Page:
The larger and more complex something is, the more there is to look at. Aspects of business such as organizational behavior are made of multiple interconnected and multifaceted parts. Discussing one aspect involves bringing up another and another and another, until you are traipsing along an intricate web that is far larger than you initially thought it to be. It can seem to be endless once you really get started and can overwhelming if you're not adequately prepared for it. This is often the case for many other things and it is up to you to decide how far down the rabbit hole you want to go.
The easiest place to start with organizational behavior, once you've established some of the basics, is to look at its history and the ethical connotations associated with it. It is these two aspects that are tend to be revisited when talking about other aspects, as they tend to provide an explanation as to how that part of organizational behavior came about the way it did. History and ethics can also explain why a certain part of organizational behavior plays the role that it currently does-it may even assist in figuring out how that role will change over time and in certain environments. Most of the organizational behavior trends that are common throughout the business world will, likewise, have their roots in some part of the concept's history or ethics.
This article will take a look at the known history of organizational behavior, both in and outside of business and the professional world. In looking at the historical aspects, the different organizational behavior trends popular with businesses will be explored. The role of ethics, and the ethical responsibilities members of a business have, in organizational behavior will also be a topic of discussion.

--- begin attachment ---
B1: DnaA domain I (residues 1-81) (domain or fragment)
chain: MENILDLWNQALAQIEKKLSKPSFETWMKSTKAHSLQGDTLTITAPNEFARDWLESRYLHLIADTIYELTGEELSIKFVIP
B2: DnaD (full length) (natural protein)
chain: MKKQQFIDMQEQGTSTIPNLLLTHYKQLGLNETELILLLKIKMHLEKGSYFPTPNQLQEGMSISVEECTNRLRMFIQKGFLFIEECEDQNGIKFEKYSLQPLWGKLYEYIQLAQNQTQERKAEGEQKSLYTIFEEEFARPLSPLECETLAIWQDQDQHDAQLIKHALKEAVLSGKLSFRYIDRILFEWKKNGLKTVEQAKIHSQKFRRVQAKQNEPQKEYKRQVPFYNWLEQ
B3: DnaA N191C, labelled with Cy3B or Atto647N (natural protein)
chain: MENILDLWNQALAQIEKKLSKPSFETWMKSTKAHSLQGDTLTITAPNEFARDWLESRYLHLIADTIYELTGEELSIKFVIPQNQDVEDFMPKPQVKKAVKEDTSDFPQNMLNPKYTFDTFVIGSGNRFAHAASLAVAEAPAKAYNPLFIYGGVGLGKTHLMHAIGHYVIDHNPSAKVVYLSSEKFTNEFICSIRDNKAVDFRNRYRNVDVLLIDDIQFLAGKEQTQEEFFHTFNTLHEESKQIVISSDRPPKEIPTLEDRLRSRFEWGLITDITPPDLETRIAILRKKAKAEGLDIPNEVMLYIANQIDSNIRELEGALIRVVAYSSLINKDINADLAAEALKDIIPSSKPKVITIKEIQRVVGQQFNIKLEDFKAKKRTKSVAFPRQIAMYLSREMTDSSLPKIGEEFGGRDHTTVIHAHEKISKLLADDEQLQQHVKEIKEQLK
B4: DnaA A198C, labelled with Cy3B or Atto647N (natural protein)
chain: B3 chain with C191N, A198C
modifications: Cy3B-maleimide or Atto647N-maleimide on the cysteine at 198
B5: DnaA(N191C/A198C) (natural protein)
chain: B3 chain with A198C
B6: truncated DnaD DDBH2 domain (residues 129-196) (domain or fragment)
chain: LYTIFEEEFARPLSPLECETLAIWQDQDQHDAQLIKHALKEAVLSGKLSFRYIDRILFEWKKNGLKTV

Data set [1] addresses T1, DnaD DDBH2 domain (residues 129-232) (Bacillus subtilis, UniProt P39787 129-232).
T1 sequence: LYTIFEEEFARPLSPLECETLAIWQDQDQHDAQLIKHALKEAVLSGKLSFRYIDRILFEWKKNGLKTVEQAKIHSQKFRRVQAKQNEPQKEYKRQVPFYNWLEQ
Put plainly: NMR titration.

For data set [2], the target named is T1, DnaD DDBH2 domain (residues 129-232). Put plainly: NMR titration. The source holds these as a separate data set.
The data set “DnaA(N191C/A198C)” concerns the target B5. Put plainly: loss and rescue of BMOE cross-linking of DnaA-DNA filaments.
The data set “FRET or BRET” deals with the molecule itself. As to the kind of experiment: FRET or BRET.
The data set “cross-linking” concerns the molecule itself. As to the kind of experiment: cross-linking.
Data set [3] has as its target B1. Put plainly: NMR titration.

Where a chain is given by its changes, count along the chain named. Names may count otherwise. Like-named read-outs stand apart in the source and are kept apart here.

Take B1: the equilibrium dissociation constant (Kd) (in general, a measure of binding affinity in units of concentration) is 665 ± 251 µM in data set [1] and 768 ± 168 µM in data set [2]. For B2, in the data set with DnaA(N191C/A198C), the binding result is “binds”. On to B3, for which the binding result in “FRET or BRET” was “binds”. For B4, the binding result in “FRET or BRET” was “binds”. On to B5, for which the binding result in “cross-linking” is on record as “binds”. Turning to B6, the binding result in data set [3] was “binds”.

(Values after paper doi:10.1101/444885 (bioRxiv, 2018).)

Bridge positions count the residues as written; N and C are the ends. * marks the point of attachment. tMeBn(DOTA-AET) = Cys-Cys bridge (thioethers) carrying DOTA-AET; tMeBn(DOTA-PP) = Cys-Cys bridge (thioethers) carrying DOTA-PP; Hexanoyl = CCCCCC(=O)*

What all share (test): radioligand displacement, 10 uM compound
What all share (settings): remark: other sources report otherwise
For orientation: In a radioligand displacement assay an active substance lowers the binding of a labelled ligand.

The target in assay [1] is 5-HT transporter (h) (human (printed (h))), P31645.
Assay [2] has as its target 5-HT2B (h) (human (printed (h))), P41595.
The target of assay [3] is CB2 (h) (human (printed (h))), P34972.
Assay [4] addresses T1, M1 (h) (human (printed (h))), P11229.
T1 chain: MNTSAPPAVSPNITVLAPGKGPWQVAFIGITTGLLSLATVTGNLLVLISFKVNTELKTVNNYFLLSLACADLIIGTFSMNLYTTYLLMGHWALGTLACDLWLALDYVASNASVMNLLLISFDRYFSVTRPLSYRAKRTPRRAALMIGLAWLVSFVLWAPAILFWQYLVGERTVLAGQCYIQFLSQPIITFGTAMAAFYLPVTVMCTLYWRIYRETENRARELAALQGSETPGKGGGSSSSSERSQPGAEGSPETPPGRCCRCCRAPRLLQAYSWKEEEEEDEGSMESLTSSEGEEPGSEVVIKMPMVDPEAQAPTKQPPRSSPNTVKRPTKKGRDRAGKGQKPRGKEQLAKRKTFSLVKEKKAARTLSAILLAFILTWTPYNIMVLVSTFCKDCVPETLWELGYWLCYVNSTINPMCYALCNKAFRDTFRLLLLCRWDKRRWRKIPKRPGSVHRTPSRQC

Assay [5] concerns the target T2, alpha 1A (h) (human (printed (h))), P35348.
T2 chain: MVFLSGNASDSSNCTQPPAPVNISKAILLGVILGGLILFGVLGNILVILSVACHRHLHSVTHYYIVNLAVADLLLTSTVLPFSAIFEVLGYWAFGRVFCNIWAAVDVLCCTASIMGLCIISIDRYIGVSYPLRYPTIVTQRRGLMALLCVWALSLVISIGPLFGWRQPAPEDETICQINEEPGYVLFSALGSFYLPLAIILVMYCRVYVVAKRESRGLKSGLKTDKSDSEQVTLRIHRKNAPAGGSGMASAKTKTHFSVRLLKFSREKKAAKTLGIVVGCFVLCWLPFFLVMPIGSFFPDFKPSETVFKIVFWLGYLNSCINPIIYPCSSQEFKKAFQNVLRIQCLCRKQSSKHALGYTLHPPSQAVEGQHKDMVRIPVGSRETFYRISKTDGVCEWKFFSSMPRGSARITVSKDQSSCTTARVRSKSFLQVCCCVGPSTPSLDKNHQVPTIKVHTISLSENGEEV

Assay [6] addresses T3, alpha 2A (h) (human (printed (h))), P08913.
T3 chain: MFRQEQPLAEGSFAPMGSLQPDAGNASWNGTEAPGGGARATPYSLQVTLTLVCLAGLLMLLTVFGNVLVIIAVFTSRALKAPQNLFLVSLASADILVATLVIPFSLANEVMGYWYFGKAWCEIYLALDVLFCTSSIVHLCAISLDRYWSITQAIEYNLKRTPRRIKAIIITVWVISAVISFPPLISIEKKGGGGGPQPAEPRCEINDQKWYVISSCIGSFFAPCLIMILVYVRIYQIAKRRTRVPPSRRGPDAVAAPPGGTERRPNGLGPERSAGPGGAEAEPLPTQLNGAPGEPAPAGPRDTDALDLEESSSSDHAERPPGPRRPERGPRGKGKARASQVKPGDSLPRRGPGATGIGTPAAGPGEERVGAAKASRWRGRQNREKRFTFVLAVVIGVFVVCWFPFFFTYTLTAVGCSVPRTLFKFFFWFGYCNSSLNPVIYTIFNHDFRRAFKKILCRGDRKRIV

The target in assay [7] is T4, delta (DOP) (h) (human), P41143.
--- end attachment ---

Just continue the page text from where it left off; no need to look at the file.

Organizational behavior is a concept that is well entrenched into the professional and business worlds. Its presence occasionally goes unnoticed at times, but that does not diminish its role or its history. Neither does the fact that its history as a researched and documented topic of study is a rather recent occurrence.
The American Psychological Association, or APA-the primary scientific organization focusing on the study of psychology in the United States-did not begin to recognize organizational behavior as a serious area of study until the latter half of the twentieth century. For the most part, the APA treats organizational behavior as an aspect of the study of industrial and organizational psychology rather than a standalone field.1 In that regard, the focus is on the role it plays solely in the workplace. This separates it from organizational behavior that appears in conjunction with areas such as academic or home life. However organizational behavior, on its own and as a whole, has been studied across multiple environments before. In fact, the concept had been studied decades before the APA formally recognized it.
Elton Mayo and Fritz Roethlisberger, the Harvard-based researchers who began the first set of studies, looked to find if there was some kind of correlation between the productivity of workers and their work conditions. The initial experiments focused on the potential effect of the lighting in a workplace on productivity from 1924 to 1927, but that failed to show any correlation. It was then that they shifted their focus towards how human psychology and behavior can be used to improve existing management practices based on the existing relation between the two. Their idea was building off of a developing school of thought that employees have non-financially based needs that have to be addressed in the workplace. Money isn't the ultimate source of motivation and it can't be the only thing that employers and business owners depend on.